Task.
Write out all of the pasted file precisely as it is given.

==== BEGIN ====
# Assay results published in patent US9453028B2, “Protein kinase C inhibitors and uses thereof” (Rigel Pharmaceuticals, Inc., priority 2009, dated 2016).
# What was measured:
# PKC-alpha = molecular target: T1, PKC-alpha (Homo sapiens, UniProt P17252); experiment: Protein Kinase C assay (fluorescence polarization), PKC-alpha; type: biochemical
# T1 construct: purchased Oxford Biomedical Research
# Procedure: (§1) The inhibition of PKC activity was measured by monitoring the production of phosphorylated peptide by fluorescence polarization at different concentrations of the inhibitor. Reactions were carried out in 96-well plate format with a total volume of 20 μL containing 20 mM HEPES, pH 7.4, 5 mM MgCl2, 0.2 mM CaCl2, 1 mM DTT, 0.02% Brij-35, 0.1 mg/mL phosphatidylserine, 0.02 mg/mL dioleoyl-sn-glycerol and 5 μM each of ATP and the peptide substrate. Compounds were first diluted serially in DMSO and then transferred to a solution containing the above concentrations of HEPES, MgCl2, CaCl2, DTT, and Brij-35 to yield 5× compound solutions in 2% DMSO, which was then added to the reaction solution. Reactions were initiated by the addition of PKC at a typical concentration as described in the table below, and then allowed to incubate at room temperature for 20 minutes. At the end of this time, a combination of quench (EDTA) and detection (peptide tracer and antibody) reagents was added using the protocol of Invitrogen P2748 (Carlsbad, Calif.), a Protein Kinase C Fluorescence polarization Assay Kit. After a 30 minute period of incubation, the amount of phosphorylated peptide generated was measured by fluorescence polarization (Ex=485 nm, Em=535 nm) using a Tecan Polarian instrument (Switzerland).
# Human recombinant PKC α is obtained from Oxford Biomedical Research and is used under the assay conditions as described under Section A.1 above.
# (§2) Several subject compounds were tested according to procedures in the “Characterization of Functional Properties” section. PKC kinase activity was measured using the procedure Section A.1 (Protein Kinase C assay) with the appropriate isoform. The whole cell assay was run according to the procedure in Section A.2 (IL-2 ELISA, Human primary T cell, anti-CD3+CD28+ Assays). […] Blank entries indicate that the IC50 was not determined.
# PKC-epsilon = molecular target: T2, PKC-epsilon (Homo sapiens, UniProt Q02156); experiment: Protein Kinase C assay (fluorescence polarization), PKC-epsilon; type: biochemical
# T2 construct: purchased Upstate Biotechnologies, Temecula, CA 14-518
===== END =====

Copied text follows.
# Assay results published in patent US9453028B2, “Protein kinase C inhibitors and uses thereof” (Rigel Pharmaceuticals, Inc., priority 2009, dated 2016).
# What was measured:
# PKC-alpha = molecular target: T1, PKC-alpha (Homo sapiens, UniProt P17252); experiment: Protein Kinase C assay (fluorescence polarization), PKC-alpha; type: biochemical
# T1 construct: purchased Oxford Biomedical Research
# Procedure: (§1) The inhibition of PKC activity was measured by monitoring the production of phosphorylated peptide by fluorescence polarization at different concentrations of the inhibitor. Reactions were carried out in 96-well plate format with a total volume of 20 μL containing 20 mM HEPES, pH 7.4, 5 mM MgCl2, 0.2 mM CaCl2, 1 mM DTT, 0.02% Brij-35, 0.1 mg/mL phosphatidylserine, 0.02 mg/mL dioleoyl-sn-glycerol and 5 μM each of ATP and the peptide substrate. Compounds were first diluted serially in DMSO and then transferred to a solution containing the above concentrations of HEPES, MgCl2, CaCl2, DTT, and Brij-35 to yield 5× compound solutions in 2% DMSO, which was then added to the reaction solution. Reactions were initiated by the addition of PKC at a typical concentration as described in the table below, and then allowed to incubate at room temperature for 20 minutes. At the end of this time, a combination of quench (EDTA) and detection (peptide tracer and antibody) reagents was added using the protocol of Invitrogen P2748 (Carlsbad, Calif.), a Protein Kinase C Fluorescence polarization Assay Kit. After a 30 minute period of incubation, the amount of phosphorylated peptide generated was measured by fluorescence polarization (Ex=485 nm, Em=535 nm) using a Tecan Polarian instrument (Switzerland).
# Human recombinant PKC α is obtained from Oxford Biomedical Research and is used under the assay conditions as described under Section A.1 above.
# (§2) Several subject compounds were tested according to procedures in the “Characterization of Functional Properties” section. PKC kinase activity was measured using the procedure Section A.1 (Protein Kinase C assay) with the appropriate isoform. The whole cell assay was run according to the procedure in Section A.2 (IL-2 ELISA, Human primary T cell, anti-CD3+CD28+ Assays). […] Blank entries indicate that the IC50 was not determined.
# PKC-epsilon = molecular target: T2, PKC-epsilon (Homo sapiens, UniProt Q02156); experiment: Protein Kinase C assay (fluorescence polarization), PKC-epsilon; type: biochemical
# T2 construct: purchased Upstate Biotechnologies, Temecula, CA 14-518